The (Not So) Fine Art of Negotiating With My Tween’s Bipolar

We’re getting ready to go to the beach. It’s New Year’s Day. (Yes, I know I’m lucky. Truly grateful!) While I’m packing, my daughter with anxiety disorder and Bipolar is escalating. She follows me around the house as I collect towels, bathing suits, beach shoes.

“You threw out my old swim suit?!” She accuses, screaming at me.

“Last time you wore it, I told you the suit was finished. It had holes.” I reply.

“It was FINE. And you KNOW it! You want me to look ugly and all my friends are going to laugh!” She yells.

(None of her friends are coming, but you and I know that’s not really the point.)

“I’ll talk to you when you’re calm and respectful, honey.” I remind.

It’s almost mechanical. The words I’ve said so many times. She doesn’t remember. She never does. That’s life with a child with a mood disorder.

“You always do that! Screw up what I want to wear!” She persists.

No comment. I pretend to pack the swimsuits for the third time.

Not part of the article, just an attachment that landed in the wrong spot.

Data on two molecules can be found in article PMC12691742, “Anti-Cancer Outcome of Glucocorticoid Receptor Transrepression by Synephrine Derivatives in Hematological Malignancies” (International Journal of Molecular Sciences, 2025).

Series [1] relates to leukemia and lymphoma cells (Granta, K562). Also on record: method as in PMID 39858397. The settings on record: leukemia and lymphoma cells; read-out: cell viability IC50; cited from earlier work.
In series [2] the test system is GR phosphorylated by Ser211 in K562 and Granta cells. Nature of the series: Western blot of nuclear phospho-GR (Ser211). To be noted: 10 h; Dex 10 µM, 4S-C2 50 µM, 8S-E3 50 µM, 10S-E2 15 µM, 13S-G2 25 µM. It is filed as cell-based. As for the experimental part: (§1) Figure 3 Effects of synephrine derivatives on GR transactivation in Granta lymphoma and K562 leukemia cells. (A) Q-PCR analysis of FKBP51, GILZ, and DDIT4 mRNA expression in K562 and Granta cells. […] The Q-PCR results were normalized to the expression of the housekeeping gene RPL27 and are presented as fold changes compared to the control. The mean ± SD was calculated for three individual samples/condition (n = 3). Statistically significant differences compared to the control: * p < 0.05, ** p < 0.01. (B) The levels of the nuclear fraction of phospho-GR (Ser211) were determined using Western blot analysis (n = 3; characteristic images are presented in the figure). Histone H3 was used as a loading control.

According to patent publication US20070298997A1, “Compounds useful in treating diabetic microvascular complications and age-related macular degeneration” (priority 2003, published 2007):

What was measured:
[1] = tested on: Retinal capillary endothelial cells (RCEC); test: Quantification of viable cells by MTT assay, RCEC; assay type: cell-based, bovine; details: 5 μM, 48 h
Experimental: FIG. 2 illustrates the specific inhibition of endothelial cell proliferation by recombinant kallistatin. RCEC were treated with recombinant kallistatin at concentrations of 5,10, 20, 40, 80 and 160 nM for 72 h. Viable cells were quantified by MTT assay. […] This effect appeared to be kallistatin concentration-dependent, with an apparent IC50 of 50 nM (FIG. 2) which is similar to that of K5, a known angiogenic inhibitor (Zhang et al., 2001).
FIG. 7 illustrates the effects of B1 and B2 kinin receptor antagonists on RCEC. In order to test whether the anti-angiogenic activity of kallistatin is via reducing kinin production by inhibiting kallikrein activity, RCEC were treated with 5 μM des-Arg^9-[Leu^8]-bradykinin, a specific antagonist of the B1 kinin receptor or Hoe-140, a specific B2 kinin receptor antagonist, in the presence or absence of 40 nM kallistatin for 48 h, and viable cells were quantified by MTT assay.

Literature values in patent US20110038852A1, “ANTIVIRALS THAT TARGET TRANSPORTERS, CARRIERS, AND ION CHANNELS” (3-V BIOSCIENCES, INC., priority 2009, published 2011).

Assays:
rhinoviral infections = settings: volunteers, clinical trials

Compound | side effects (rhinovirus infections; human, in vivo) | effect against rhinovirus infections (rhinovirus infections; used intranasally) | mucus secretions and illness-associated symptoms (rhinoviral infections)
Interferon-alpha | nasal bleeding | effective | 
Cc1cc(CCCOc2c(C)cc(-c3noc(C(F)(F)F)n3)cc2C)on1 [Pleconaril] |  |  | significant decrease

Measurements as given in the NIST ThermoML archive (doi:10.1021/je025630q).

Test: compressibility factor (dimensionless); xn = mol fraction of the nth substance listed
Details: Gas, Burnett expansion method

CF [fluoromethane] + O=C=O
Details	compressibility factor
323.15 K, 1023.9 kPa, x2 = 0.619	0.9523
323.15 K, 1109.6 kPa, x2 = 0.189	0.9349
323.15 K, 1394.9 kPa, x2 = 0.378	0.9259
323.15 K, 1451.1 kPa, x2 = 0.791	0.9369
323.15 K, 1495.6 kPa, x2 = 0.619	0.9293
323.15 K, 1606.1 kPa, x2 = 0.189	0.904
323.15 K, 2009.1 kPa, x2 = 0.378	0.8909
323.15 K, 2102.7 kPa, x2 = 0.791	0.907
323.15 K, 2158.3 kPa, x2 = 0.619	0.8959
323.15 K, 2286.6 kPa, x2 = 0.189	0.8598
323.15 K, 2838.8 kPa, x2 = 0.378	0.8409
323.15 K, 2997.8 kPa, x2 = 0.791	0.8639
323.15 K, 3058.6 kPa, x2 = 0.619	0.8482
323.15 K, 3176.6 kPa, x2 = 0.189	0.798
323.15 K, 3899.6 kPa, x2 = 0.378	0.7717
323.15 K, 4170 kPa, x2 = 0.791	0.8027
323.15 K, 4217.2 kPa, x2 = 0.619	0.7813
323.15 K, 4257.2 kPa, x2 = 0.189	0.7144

“What were you THINKing? …And stop LOOKING at me like that.” She accuses.

(I check myself to see if I’m doing any “look.” Once I reassure myself otherwise, I keep packing. It’s worth making sure, right??)

“I hate when you look at me like that. Everyone always looks at me like that.” She’s calming, but resisting it still.

Crickets. (Still not doing any “look.”)

“What am I supposed to wear to the beach, then?!” She asks. Asking is good. It’s a step toward relating again.

“Maybe some shorts and a tank top?” I offer.

Bad move. Too soon in her bounceback. I realize it as verbal bazooka fire comes back at me. “WhatEVER!” She yells. Starts crying. Throws herself on the floor like a child 1/5 her age.

(Damn. Gave her fresh ammo there. Must resist the urge to talk until the pupils constrict again and she doesn’t have the cadence of a 1000 pound gorilla.)

She tries to pick a fight. I ignore.

She incites me. I resist, keep packing.

She backs down. I glance sideways to see if her posture is relaxing, her eyes calming from wildness.

“You’ll know how to figure it out,” I affirm her, quietly.

She stomps away. Comes back in a leotard, shorts and a play shirt.

I smile.

She falls at me, arms outstretched, face nuzzles into my neck. “I’m sorry mom.”

“I know.”

“I love you, mom.” She’s quieter.

“I know. I love you too.” I assure.

And the world is back on it’s axis, with life back to normal.

For about 5 minutes.




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